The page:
Nielsen reports that senior citizens in Portugal are the most loyal buyers of private label brands in the country, with 24% of those surveyed seeking out such products. This compares to 14% for Portuguese citizens aged between 18 and 65 years, according to a Nielsen study on the habits of senior shoppers. The study also found that virtually half of senior citizens always visit the same store. Shoppers were most loyal Pingo Doce supermarkets followed by Continente hypermarkets.
The theme for PLMA’s 2017 “World of Private Label” International Trade Show is “Helping Consumers,” focusing on how retailer brands bring value and innovation to shoppers across Europe and beyond. The event will be held 16-17 May at the RAI Exhibition Centre in Amsterdam. Over 4,300 exhibit stands including nearly 60 national and regional pavilions will participate in the trade show.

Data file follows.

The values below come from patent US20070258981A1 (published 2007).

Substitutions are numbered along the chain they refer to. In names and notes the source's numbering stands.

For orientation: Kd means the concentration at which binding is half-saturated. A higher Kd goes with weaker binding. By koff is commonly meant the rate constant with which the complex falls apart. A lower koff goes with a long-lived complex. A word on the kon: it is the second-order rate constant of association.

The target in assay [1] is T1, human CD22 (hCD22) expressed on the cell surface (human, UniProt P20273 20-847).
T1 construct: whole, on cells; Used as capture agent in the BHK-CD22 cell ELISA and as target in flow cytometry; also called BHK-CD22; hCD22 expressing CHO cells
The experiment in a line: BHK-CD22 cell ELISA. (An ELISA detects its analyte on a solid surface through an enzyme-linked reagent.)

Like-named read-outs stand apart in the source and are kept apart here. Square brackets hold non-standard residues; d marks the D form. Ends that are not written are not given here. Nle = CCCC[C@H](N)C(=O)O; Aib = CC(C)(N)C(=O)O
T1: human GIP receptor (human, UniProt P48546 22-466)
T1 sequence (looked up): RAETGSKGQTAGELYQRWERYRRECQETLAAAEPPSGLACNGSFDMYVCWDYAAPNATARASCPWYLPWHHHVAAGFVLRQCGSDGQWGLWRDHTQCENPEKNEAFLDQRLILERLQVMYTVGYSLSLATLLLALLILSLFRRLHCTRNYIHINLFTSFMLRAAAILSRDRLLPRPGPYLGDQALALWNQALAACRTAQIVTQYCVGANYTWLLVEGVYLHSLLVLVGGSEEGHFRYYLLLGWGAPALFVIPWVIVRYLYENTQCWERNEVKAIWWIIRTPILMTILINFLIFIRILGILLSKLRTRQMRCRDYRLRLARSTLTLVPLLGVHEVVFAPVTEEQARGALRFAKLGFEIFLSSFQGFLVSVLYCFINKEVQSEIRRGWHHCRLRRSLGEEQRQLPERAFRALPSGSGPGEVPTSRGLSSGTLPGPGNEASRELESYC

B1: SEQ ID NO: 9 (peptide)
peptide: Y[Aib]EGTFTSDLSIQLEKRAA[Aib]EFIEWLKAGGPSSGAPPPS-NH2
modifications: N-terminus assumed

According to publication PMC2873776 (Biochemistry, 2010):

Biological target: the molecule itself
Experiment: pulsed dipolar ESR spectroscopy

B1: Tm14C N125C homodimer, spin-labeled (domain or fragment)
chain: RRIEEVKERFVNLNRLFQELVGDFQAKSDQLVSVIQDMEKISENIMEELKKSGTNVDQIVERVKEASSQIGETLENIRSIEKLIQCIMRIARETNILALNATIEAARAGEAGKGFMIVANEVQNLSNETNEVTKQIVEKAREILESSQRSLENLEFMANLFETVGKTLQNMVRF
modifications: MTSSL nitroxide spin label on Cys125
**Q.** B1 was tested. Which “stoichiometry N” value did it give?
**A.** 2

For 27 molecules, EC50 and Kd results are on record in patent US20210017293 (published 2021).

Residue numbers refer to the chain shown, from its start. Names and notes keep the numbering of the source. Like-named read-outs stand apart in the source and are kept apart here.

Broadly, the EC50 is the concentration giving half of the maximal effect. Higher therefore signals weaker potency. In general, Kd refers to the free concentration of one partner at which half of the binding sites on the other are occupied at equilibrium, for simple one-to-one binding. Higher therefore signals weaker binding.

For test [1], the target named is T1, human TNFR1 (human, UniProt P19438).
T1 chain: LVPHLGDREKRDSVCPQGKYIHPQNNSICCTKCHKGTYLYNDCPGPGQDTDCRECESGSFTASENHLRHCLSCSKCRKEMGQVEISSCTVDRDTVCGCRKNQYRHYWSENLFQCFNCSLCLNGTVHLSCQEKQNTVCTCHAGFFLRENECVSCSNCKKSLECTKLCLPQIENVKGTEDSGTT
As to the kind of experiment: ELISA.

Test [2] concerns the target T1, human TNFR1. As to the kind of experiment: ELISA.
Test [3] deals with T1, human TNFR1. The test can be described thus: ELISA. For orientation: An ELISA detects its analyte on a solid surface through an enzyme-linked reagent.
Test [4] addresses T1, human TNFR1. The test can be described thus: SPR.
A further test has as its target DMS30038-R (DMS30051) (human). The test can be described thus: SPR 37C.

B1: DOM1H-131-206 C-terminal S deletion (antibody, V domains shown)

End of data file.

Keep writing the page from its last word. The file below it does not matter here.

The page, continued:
A special seminar programme will take place prior to the show. Admission to the seminars is complimentary to all registered visitors and exhibitors. The seminars will be presented at the RAI Centre on Monday, 15 May. Presentations are translated into English, French, German, Italian and Spanish. For more information about PLMA’s 2017 “World of Private Label” Trade Show, click here.
Annual Roundtable Conference
“World of Private Label” International Trade Show
Amsterdam, The Netherlands
E-Scanner is a monthly publication of the Private Label Manufacturers Association, Strawinskylaan 671, 1077 XX Amsterdam, The Netherlands.